Tuesday, April 10, 2012

Rim, Shot

As promised, here are a couple close-up shots of the rim that was felled by ninjas. First, the obvious point of failure:
The rim itself is a fairly low-budget OEM Weinmann with no eyelets but three chambers -- basically, a quasi-Deep V exterior shape with a couple tunnels thrown in for added girth and (one would assume) strength. It popped right at the seam, which was (as near as I can figure) behind and above the tire's contact patch, perpendicular to the impact, and right in the worst of the blast zone.

I assume from what little I know of rim construction that this is what's called a "pinned" rim, since there's certainly no sign of a weld here. That wiry looking bit spanning the gap (and barely holding the rim together) is a metal pin with spiral grooves running in opposite directions away from the centerline. My guess is that the pin plus some sort of industrial sticky stuff plus a lot of pressure holds the rim together, at least until some idiot hits it from the side.

(Aside: What you can't see is the big rim decal on the reverse, still valiantly holding across the chasm of failed rim. The moral of the story, kids, is that big, ugly brand labels are actually supposed to be a safety feature.)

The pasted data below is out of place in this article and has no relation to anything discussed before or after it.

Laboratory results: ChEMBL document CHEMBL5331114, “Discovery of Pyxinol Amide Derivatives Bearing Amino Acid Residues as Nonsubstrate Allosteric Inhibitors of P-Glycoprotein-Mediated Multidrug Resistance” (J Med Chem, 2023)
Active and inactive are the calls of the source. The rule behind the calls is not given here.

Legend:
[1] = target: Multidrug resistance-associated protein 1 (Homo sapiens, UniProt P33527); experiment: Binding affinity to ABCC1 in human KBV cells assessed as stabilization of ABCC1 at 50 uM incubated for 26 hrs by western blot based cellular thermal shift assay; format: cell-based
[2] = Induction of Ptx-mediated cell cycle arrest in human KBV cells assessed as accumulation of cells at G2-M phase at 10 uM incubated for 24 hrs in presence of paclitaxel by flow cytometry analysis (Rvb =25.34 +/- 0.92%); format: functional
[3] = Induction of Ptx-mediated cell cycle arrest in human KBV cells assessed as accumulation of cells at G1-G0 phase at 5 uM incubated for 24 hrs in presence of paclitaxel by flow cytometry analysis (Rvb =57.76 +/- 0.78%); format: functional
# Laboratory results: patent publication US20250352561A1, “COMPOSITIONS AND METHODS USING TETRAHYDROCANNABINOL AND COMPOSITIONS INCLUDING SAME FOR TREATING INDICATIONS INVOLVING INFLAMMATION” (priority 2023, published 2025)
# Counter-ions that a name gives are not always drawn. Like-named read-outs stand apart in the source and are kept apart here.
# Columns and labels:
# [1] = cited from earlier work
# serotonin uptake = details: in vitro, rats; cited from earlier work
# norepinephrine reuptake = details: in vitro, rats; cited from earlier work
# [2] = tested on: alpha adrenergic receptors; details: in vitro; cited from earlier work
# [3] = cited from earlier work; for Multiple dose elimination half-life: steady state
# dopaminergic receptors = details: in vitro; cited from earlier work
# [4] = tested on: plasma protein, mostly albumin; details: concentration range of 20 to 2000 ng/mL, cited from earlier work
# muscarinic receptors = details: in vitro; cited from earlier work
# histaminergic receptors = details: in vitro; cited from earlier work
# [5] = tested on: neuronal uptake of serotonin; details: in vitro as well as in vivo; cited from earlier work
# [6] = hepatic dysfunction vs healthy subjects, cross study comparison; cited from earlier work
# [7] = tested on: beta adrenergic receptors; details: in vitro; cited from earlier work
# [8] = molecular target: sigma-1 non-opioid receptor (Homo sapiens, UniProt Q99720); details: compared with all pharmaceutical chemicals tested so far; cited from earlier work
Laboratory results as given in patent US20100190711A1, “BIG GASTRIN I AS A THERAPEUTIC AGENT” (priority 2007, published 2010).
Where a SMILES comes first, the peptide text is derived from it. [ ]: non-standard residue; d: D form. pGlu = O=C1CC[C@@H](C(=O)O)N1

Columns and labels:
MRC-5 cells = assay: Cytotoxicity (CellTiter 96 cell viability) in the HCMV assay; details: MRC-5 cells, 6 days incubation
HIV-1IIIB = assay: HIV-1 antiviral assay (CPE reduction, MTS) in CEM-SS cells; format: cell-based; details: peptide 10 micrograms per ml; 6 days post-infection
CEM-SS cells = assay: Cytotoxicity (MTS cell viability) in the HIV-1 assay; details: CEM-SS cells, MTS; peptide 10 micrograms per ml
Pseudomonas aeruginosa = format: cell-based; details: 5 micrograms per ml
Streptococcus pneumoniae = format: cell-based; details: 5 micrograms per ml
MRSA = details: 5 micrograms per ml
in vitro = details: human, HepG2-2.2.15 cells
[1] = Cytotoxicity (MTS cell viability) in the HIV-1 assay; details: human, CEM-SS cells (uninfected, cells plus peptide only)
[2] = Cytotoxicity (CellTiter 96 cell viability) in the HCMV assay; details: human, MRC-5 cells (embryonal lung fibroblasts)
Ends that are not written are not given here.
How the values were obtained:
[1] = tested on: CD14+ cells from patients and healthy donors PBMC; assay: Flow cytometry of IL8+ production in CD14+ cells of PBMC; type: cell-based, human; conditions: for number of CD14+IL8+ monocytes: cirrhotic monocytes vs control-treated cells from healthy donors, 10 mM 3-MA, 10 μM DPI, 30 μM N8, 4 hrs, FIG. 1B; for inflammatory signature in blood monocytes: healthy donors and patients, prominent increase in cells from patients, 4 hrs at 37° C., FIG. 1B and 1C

There was also an interesting failure mode away from all the excitement:
I didn't even notice this part until I took off the tire and tried to take off the (miraculously unscathed) tube. Seems that as the rim failed at the bottom, it lost a bit of diameter, squeezing down the valve hole and spoke holes at the top. See the tell-tale wrinkled decal at each hole and funky reflection at the un-decaled hole? So when I tried to extract the tube, I ended up yanking off the valve stem, thus making it unscathed no more.

I dearly hope no one takes this as a shot at Weinmann or their products. Remember, this rim took a pretty nasty lateral smack, the sort of thing that would put just about any hoop in the recycling bin. Even if the joint had been welded, I suspect the force would have potato-chipped it past the point of re-true-ability.


Chuck Davis said...

Sure looks shot to me

Unknown said...

I recall a Mavic guy at my shop in 1992 commenting that examination of an unspoked rim is akin to looking over a squid out of the water. Neither communicate their reality.

Spoke tension and inflation pressure make the pins and their glue hold things in circles. Pretty much out of balance as a result; the valve hole is opposite in even the cheapest rims to overcome that.

Mavic answered the implications of structure with the S.U.P. rim process:


Other than those, any rim banged hard enough to exceed the component strength of any piece will do some impressive self-disassembly. Wheels taking a hit out of the plane of the rim will uncover some unwitting points of failure. The amount of force is surprisingly low and a wheel using spoke tension deviation to "true" the wheel with an experienced rim is really a time bomb waiting to blow.

Too bad you were Darwin's collection agent on that idiot.